Red snapper dispute continued at Wednesday meeting

red snapperThe war of words continued Wednesday during an all-day meeting in Baton Rouge designed to educate members of the Louisiana Wildlife and Fisheries Commission on red snapper management. A surrogate of Rep. Garret Graves, R-Baton Rouge, presented a letter declaring states would not be responsible for research funding under HR 3094, a bill authored by Graves and Rep. Cedric Richmond, D-New Orleans, that would transfer management authority to Louisiana, Texas, Alabama, Mississippi and Florida. That directly contradicted charges made by Charlie Melancon, secretary of the Louisiana Department of Wildlife and Fisheries, that the bill became an unfunded mandate when Rep. Rob Bishop, R-Utah, tacked an amendment to it. “Amending things to death is how you kill a bill,” Melancon told the crowd of industry leaders and interested anglers Wednesday. “What was done to (HR 3094) was an attempt to kill the bill.” But Paul Sawyer, Graves’ chief of staff, presented a letter, signed by Bishop, stating that his amendment merely banned the transfer of funds to the states for fisheries research because that research would continue to be conducted by NOAA Fisheries. Read the story here 12:31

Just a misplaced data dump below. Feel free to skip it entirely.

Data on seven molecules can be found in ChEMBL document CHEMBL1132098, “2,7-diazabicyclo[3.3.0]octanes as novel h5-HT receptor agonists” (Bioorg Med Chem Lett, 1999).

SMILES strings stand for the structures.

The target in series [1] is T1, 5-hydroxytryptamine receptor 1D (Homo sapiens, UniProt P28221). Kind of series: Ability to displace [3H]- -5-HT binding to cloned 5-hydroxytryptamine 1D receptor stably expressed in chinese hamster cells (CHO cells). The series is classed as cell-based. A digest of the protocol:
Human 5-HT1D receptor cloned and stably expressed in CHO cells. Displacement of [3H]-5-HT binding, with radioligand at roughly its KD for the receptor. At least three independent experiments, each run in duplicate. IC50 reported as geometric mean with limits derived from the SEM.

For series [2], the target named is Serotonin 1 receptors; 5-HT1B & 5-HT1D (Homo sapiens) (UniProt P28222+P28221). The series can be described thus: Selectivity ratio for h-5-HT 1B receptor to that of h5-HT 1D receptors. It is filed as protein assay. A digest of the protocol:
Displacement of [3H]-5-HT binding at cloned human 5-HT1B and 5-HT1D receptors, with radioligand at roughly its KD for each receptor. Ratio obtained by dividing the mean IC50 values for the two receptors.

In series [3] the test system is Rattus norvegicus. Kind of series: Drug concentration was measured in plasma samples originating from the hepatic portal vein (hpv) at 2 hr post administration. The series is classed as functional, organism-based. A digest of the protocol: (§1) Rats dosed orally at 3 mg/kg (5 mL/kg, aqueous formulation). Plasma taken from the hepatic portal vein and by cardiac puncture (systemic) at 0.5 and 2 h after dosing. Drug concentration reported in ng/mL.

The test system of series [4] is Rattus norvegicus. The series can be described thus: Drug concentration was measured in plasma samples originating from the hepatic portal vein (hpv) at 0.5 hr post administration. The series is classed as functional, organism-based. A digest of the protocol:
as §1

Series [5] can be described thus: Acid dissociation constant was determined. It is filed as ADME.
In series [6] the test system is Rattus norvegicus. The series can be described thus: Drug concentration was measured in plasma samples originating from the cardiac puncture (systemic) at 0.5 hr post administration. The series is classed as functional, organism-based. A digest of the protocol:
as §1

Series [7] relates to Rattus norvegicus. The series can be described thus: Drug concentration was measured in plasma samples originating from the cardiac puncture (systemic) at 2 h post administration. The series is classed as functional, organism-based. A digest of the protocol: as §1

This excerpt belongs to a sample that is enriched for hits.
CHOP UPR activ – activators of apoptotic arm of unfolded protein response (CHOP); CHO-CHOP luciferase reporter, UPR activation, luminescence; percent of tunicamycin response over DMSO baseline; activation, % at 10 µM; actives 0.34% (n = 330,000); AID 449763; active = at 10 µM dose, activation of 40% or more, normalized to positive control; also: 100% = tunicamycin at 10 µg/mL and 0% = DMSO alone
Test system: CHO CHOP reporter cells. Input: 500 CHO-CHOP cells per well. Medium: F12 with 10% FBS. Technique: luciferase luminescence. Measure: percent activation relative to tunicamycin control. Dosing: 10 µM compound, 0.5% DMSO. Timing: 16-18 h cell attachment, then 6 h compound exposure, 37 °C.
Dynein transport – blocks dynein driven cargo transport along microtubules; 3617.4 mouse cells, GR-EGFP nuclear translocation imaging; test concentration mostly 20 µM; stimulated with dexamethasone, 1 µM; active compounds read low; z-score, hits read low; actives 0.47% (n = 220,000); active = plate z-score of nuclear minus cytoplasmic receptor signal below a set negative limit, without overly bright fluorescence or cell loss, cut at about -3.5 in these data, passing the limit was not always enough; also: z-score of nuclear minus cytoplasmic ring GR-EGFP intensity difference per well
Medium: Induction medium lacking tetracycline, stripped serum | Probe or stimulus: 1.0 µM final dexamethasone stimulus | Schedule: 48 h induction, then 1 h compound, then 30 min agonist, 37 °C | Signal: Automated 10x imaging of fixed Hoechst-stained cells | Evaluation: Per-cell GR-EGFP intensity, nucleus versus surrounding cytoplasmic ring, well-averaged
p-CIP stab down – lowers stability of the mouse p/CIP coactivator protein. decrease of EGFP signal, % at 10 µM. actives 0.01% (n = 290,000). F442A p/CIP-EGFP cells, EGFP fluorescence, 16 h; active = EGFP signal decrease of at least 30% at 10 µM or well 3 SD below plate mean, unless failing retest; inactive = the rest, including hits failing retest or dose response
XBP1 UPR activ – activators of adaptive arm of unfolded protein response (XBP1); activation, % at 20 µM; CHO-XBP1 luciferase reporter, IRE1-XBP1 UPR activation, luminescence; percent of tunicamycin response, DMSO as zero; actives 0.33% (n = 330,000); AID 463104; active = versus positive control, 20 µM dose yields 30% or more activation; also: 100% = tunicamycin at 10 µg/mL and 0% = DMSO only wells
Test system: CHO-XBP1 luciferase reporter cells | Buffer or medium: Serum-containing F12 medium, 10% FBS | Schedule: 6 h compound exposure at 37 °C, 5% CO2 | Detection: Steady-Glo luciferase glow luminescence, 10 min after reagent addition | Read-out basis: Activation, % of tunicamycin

Louisiana commercial crab fishermen will see conservation restrictions for next three years

blue-crabs-hopedalejpg-dc4bd1b64022cab0Louisiana took another step toward a commercial crabbing season Thursday after the Louisiana Wildlife and Fisheries Commission approved a proposal that would shut down crab fishing for 90 days over the next three years. Department of Wildlife and Fisheries crustacean biologist Jeff Marx told the commission Louisiana’s crab harvest is too high, and something needs to be done to protect the health of the fishery. “It’s not panic mode, but it is something we’re concerned about,” he said. Marx asked the commission to approve a department plan that would shut down all commercial crabbing for 30 days beginning the third Monday in February. The closure would be in effect in 2017, 2018 and 2019. Also restricted would be harvest of immature female crabs throughout the year, except for those that show signs of imminent molting. So-called “buster” crabs are important for the soft-shell-crab industry. Read the rest here 14:55

Louisiana Wildlife and Fisheries commissioner dismissed for pushing red snapper resolution, she says